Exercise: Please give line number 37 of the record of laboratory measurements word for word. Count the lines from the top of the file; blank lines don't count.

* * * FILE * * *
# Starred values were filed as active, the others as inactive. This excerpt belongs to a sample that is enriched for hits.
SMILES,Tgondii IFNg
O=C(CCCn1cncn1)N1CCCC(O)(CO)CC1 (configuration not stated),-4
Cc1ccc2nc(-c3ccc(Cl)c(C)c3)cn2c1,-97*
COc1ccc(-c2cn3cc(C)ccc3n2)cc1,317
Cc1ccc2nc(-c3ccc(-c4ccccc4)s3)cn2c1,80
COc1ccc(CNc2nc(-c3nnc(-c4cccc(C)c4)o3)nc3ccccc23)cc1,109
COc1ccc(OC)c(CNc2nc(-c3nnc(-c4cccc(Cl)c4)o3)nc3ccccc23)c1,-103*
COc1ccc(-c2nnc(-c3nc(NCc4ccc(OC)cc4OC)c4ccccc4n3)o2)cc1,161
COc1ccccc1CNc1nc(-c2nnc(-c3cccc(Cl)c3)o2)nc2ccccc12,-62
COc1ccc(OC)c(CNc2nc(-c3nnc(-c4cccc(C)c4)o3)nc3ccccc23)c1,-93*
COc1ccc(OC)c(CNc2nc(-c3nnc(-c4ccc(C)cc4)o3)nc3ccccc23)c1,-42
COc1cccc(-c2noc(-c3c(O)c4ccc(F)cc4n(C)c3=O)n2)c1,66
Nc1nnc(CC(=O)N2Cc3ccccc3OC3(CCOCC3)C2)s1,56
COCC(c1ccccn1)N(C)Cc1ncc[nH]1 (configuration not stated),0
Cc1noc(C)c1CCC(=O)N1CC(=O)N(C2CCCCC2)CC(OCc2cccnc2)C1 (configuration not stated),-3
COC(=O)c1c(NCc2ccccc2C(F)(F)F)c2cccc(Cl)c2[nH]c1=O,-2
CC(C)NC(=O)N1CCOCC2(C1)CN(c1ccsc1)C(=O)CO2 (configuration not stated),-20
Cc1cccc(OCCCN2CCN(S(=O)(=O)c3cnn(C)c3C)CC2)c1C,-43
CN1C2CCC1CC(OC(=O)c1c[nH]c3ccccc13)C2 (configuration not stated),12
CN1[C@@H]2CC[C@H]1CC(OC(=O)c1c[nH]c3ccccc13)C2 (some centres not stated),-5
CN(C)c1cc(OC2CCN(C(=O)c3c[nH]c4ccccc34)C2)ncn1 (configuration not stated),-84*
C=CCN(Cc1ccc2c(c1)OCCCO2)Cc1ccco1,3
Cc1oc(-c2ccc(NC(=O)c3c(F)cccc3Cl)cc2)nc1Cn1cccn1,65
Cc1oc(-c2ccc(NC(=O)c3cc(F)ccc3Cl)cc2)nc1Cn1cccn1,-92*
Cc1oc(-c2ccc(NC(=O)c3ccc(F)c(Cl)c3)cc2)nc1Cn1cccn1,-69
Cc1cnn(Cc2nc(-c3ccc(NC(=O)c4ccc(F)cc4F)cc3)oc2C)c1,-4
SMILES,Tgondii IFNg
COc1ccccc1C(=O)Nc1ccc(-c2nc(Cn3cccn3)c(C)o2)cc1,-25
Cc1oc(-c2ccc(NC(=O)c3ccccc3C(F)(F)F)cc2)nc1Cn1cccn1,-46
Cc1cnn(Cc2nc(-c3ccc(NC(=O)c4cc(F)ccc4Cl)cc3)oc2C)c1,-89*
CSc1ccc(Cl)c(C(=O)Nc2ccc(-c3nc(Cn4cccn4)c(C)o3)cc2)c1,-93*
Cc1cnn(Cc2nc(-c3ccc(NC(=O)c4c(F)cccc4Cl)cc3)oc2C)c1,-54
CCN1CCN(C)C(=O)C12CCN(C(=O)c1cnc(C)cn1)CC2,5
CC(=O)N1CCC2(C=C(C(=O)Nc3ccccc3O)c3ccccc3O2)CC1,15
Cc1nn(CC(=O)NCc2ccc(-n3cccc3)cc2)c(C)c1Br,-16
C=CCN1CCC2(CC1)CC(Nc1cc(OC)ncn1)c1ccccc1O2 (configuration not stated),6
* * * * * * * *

C=CCN1CCC2(CC1)CC(Nc1cc(OC)ncn1)c1ccccc1O2 (configuration not stated),6